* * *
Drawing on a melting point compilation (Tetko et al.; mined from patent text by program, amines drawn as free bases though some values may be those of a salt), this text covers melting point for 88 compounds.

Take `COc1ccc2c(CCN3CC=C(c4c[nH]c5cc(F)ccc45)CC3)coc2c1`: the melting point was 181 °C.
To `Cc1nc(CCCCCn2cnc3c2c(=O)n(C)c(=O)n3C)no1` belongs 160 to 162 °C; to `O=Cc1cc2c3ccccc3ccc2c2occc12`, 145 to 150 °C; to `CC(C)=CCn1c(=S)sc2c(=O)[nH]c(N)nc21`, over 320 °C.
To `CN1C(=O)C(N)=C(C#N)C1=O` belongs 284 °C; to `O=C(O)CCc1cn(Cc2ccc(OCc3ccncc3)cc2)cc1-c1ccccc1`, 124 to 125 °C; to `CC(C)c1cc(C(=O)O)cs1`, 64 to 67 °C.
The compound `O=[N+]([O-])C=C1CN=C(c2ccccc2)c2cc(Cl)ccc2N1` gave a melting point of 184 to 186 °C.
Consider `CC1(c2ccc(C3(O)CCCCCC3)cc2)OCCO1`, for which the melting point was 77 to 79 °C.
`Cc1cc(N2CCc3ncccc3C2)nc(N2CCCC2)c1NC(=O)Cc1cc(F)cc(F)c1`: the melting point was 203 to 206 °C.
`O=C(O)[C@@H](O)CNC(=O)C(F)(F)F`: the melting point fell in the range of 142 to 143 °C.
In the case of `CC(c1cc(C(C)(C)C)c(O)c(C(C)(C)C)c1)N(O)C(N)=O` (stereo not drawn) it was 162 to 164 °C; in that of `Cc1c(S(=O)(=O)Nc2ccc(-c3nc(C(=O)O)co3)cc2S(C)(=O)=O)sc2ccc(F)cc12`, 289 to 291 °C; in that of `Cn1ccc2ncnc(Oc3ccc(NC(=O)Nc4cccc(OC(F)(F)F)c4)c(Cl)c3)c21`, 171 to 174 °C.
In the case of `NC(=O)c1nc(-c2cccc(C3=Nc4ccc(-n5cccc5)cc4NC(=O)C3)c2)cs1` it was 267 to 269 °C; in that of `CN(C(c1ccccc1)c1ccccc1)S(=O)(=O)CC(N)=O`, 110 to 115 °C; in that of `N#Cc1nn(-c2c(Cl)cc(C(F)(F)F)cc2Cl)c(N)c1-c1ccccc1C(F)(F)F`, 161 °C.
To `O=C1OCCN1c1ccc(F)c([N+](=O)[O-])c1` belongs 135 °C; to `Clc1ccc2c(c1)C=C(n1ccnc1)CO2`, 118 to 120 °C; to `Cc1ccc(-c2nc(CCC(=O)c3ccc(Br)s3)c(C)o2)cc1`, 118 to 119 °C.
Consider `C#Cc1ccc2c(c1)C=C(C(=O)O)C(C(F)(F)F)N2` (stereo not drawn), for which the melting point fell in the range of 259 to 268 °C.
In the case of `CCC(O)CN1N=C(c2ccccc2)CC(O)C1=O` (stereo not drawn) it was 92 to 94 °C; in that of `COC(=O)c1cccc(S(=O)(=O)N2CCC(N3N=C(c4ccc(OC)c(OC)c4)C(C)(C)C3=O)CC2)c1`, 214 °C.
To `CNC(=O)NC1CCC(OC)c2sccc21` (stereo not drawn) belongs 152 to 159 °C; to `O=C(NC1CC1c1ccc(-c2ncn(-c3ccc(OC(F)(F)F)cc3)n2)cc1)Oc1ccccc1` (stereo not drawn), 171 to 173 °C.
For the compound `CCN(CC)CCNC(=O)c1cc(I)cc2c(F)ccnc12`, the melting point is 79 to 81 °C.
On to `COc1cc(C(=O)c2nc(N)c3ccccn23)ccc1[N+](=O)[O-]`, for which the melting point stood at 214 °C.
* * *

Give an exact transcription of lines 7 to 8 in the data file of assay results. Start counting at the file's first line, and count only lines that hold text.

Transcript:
`Cc1cc(N2CCc3ncccc3C2)nc(N2CCCC2)c1NC(=O)Cc1cc(F)cc(F)c1`: the melting point was 203 to 206 °C.
`O=C(O)[C@@H](O)CNC(=O)C(F)(F)F`: the melting point fell in the range of 142 to 143 °C.